Summary of the basic help query command under Linux system


Command name – help | more

Displays a brief command help (valid for most commands). For example, try “CP – help | more.”– The functions of “help” and “H” switch in DOS are similar. When the output exceeds one screen, it is necessary to add “more”.

Man command
Display the help manual of the corresponding command system. Enter “Q” to exit the browser. If you set advanced options, try typing “man”. The command “info command name” is similar to the command “man command name” in function, but contains more up-to-date information. Helpbooks can be a little hard for beginners to read – they were originally written for UNIX programmers. Using “command name – help” can get a simple and easy to digest command help. Some programs come with readme files or other help information files. It is recommended that you look at the directory / usr / share / doc. To display the command help in the specified part, you can use the command “Man 3 exit”, which only displays the “third part” of the exit command help manual; Or use the command “man – a exit”, which displays “all parts” of the exit command help manual. All parts of the exit command help are: 1 – user command; 2 – system call; 3 – sub call; 4 – equipment; 5 – file format; 6 – Games; 7 – miscellaneous; 8 – system management; 9 – new content. To print the complete command help, you can use the command “man command name | col – B | LPR” (optional col – B to delete all backspace keys and some special characters that are difficult to read).
Because most programs have their own manuals, you can get help with the man command. After execution, press Q on the man page to exit.

Get help from LS

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The code is as follows:

$ man ls

See how many manuals with the same name (for different aspects)

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The code is as follows:

$ man -f ls
ls (1) – list directory contents
ls (1p) – list directory contents

View specific manuals

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The code is as follows:

$ man 1p ls

Info command name

Displays help for the specified command. The info command is an advantage of replacing the man command. It usually carries the latest system information. Use the “space bar” and “backspace bar” more, or you may be confused. Press “Q” to exit. If you don’t think it’s easy to use the method for browsing – you can also try using the pInfo command to see if you would prefer this alternative.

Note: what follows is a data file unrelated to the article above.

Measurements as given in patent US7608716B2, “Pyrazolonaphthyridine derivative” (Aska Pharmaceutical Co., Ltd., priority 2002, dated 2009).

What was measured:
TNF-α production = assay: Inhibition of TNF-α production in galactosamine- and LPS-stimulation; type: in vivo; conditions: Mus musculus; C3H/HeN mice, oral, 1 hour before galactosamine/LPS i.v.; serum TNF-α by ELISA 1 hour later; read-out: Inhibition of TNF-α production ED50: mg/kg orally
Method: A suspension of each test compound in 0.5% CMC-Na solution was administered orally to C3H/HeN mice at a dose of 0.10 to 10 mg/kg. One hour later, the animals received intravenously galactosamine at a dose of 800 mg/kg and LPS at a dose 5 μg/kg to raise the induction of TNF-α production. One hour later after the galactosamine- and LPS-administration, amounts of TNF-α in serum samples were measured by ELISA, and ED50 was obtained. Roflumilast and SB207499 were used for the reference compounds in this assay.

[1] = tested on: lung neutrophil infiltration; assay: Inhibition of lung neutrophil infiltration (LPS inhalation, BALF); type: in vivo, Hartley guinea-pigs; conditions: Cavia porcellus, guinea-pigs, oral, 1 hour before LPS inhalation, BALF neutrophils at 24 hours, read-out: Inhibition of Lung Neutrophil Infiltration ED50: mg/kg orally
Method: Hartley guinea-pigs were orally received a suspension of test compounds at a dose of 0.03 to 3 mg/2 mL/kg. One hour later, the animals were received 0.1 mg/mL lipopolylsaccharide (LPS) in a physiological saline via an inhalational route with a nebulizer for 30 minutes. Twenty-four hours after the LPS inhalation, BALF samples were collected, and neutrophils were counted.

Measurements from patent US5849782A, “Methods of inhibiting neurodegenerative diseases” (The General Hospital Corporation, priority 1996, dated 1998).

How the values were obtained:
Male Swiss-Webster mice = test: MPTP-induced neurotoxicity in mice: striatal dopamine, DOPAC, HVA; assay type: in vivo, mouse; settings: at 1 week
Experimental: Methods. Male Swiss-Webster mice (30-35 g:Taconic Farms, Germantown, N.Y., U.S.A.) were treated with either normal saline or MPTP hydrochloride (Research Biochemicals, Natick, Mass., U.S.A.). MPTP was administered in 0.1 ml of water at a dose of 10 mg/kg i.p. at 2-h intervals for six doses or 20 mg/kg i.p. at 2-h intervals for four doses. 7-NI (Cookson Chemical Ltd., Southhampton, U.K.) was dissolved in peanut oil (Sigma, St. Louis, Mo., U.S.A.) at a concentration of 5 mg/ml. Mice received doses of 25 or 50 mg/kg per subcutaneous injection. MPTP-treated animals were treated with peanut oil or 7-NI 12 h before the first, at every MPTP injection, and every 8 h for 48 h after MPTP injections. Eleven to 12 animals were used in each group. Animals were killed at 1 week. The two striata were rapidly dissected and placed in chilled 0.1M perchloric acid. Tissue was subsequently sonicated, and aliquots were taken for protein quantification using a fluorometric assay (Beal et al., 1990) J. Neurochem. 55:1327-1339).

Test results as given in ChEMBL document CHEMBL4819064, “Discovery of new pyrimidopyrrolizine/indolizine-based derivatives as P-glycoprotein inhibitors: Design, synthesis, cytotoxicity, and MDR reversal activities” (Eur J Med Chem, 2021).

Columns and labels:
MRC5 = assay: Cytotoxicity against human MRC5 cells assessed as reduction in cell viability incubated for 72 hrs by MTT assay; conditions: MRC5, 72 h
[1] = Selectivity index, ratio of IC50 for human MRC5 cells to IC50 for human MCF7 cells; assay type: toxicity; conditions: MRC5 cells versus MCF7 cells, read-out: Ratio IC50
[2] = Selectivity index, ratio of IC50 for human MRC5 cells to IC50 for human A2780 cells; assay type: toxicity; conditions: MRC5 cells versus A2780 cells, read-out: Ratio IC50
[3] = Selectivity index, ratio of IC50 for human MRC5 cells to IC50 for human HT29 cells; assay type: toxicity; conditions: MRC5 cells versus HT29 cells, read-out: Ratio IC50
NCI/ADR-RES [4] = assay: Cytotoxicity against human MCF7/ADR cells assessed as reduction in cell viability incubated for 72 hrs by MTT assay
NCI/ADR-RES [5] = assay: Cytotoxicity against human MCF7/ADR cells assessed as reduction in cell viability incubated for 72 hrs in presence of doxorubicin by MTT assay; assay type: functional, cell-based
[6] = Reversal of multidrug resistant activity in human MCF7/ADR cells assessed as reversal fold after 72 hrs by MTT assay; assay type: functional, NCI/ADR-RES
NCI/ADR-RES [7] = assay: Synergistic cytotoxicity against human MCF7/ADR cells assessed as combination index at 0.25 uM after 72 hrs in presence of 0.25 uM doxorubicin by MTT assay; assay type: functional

Different from man, it can jump in each node just like browsing a web page.

Browse from the first page of the document

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The code is as follows:

$ info

Get help with specific programs

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The code is as follows:

$ info program

Apropos command name

Give a help list for the command name you enter.

Whatis command name

Gives a short list that matches the name of the command entered. The whatis command is a bit like apropos – they use the same database. The difference is that whatis searches for keywords and apropos searches for specific descriptions of keywords.

Help command name

Displays simple information about bash shell built-in commands. Using the help command with no arguments displays all the built-in commands of the bash shell. The shortest bash shell built-in commands should include: alias, BG, CD, echo, exit, export, help, history, jobs, kill, logout, PWD, set, source, ulimit, umask, unalias, unset

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The code is as follows:

$man — help get man’s help
$info — help get help from info
$LS — help get help from LS



Use the command that works on your system. Use a graphical browser to display the help of the whole system. Generally speaking, KDE help is realized by putting the corresponding icon on the KDE control board. Peer to peer Gnome help systems can use the Gnome help browser command.